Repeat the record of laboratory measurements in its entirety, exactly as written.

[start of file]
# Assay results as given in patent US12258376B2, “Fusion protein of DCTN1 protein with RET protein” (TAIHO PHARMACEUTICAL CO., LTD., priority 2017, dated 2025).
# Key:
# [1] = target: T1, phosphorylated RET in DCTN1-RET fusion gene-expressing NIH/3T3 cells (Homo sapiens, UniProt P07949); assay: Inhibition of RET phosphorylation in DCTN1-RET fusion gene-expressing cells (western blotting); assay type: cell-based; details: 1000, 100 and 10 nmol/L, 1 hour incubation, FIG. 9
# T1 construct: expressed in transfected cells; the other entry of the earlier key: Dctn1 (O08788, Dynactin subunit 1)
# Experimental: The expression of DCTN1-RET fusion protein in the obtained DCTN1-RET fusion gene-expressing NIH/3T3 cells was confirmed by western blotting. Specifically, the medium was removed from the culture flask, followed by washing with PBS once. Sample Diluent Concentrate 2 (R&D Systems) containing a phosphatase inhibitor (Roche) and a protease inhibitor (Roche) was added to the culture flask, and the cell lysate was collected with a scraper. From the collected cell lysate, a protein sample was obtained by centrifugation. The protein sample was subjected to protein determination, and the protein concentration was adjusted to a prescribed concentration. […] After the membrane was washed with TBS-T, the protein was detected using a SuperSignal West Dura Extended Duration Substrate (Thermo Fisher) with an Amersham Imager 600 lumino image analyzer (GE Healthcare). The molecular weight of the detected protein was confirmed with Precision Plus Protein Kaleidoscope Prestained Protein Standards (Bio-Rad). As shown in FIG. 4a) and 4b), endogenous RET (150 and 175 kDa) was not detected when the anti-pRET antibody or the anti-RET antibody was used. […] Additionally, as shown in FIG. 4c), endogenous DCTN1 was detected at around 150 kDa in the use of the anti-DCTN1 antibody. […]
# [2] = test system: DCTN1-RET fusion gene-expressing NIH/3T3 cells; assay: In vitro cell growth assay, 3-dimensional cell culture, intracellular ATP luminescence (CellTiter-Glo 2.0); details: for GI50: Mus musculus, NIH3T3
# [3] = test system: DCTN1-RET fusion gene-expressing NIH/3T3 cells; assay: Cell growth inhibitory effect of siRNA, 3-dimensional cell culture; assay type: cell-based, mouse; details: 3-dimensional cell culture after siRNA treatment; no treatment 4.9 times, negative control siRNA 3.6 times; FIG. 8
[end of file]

# Assay results as given in patent US12258376B2, “Fusion protein of DCTN1 protein with RET protein” (TAIHO PHARMACEUTICAL CO., LTD., priority 2017, dated 2025).
# Key:
# [1] = target: T1, phosphorylated RET in DCTN1-RET fusion gene-expressing NIH/3T3 cells (Homo sapiens, UniProt P07949); assay: Inhibition of RET phosphorylation in DCTN1-RET fusion gene-expressing cells (western blotting); assay type: cell-based; details: 1000, 100 and 10 nmol/L, 1 hour incubation, FIG. 9
# T1 construct: expressed in transfected cells; the other entry of the earlier key: Dctn1 (O08788, Dynactin subunit 1)
# Experimental: The expression of DCTN1-RET fusion protein in the obtained DCTN1-RET fusion gene-expressing NIH/3T3 cells was confirmed by western blotting. Specifically, the medium was removed from the culture flask, followed by washing with PBS once. Sample Diluent Concentrate 2 (R&D Systems) containing a phosphatase inhibitor (Roche) and a protease inhibitor (Roche) was added to the culture flask, and the cell lysate was collected with a scraper. From the collected cell lysate, a protein sample was obtained by centrifugation. The protein sample was subjected to protein determination, and the protein concentration was adjusted to a prescribed concentration. […] After the membrane was washed with TBS-T, the protein was detected using a SuperSignal West Dura Extended Duration Substrate (Thermo Fisher) with an Amersham Imager 600 lumino image analyzer (GE Healthcare). The molecular weight of the detected protein was confirmed with Precision Plus Protein Kaleidoscope Prestained Protein Standards (Bio-Rad). As shown in FIG. 4a) and 4b), endogenous RET (150 and 175 kDa) was not detected when the anti-pRET antibody or the anti-RET antibody was used. […] Additionally, as shown in FIG. 4c), endogenous DCTN1 was detected at around 150 kDa in the use of the anti-DCTN1 antibody. […]
# [2] = test system: DCTN1-RET fusion gene-expressing NIH/3T3 cells; assay: In vitro cell growth assay, 3-dimensional cell culture, intracellular ATP luminescence (CellTiter-Glo 2.0); details: for GI50: Mus musculus, NIH3T3
# [3] = test system: DCTN1-RET fusion gene-expressing NIH/3T3 cells; assay: Cell growth inhibitory effect of siRNA, 3-dimensional cell culture; assay type: cell-based, mouse; details: 3-dimensional cell culture after siRNA treatment; no treatment 4.9 times, negative control siRNA 3.6 times; FIG. 8